Seconds after an officer-involved shooting occurred in Falcon Heights, Minn., during a traffic stop Wednesday for a broken tail light, the woman in the passenger side of the front seat of the car began live-streaming the shooting's aftermath with the police officer a few feet away, his gun still pointed at her bloody fiancé. The driver had a personal gun, and the woman said he told the officer he was armed and had a concealed carry permit.
"Please don't tell me this, Lord. Please, Jesus, don't tell me that he's gone," Diamond Reynolds said in the video, with her 4-year-old daughter in the back seat. "Please, officer, don't tell me that you just did this to him. You shot four bullets into him, sir. He was just getting his license and registration, sir."
The driver in the car, Philando Castile, lay slumped backward during the entire incident.
"He let the officer know that he had a firearm and he was reaching for his wallet and the officer just shot him in his arm," Reynolds said as she broadcast the Wednesday evening shooting on Facebook.
Castile, an African-American, was a school nutrition services supervisor, reports CNN. He was about to turn 33 years old.
Though viewers can't see the St. Anthony police officer's face, anxiety can be heard in his voice as he tells Reynolds to keep her hands visible. Reynolds replies, "I will, sir, no worries. I will."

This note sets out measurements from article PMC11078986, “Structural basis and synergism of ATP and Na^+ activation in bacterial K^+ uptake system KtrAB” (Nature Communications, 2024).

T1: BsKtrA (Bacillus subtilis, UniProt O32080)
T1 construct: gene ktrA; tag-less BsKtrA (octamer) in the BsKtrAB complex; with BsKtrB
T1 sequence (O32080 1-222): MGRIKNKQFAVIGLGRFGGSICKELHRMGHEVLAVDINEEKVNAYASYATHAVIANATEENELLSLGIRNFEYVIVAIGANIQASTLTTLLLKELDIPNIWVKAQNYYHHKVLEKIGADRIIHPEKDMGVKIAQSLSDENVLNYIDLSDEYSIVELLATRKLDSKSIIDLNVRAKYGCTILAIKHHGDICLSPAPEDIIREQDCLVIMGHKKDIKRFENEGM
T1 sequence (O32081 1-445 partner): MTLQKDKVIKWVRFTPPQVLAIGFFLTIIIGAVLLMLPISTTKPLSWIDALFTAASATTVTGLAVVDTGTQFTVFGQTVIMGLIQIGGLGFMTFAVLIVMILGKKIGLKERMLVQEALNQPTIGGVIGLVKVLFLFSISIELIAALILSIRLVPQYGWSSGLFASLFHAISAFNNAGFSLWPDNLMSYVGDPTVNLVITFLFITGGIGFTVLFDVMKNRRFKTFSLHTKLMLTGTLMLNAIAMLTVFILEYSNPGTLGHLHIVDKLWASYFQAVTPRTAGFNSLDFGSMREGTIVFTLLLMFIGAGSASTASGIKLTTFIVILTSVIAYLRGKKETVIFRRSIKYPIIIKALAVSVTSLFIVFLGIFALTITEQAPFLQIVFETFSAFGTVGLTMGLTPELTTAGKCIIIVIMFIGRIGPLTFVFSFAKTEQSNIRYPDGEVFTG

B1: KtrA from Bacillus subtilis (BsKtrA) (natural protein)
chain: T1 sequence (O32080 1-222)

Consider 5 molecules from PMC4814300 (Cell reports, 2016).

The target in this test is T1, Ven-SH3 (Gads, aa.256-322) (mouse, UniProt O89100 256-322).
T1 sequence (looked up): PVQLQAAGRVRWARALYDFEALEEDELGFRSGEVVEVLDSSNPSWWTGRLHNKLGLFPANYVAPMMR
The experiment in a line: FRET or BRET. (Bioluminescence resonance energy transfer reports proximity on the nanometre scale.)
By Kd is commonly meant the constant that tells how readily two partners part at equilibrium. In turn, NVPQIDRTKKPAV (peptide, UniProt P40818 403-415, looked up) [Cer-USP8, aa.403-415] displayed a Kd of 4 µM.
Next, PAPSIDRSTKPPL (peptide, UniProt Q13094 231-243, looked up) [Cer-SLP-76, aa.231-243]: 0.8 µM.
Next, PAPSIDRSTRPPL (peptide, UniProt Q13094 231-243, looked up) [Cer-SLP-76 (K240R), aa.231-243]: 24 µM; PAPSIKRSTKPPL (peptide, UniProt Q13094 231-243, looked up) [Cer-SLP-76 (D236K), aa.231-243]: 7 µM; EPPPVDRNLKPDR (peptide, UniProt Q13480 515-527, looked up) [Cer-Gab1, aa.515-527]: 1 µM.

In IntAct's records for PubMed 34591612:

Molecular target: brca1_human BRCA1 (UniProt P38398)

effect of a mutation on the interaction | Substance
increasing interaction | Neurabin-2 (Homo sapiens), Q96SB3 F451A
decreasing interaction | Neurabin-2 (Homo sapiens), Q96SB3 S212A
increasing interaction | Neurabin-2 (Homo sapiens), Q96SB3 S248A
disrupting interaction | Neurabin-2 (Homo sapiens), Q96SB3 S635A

The officer still sounds distressed as he explains, "I told him not to reach for it. I told him to get his hand off it."
She continues pleading outside the car as officers approach her with guns drawn. One orders her to her knees. The cell phone films the sky.
"Please Jesus, no. Please no. Please no, don't let him be gone," Reynolds says before officers place her and her daughter in a police cruiser.
Castile was pronounced dead at Hennepin County Medical Center. Castile's mother, Valerie Castile, said she learned of the shooting via phone calls from people witnessing the live stream on Facebook. When she and her daughter arrived on the scene, they weren't permitted to speak to Reynolds, she said. Police won't let her ID him until Friday, she said.
Castile's mother said that he and his sister had stopped by her house Wednesday. During the visit, they had discussed the dangers of carrying weapons, even though both of them have concealed carry permits, reports CNN.
"I know he didn't antagonize that officer in any way to make him feel like his life was threatened.
"I'm not getting the answers that I'm asking for," she said. "They're telling me that they don't know anything, so I don't know anything."
Reynolds asked that people pray for her daughter "because I will be OK, but I don't know if I can say the same for my 4-year-old daughter."
She said she began live-streaming after the shooting because she wanted people to know the truth. "I wanted it to go viral so the people could see," she said. "I wanted everybody in the world to see what the police do."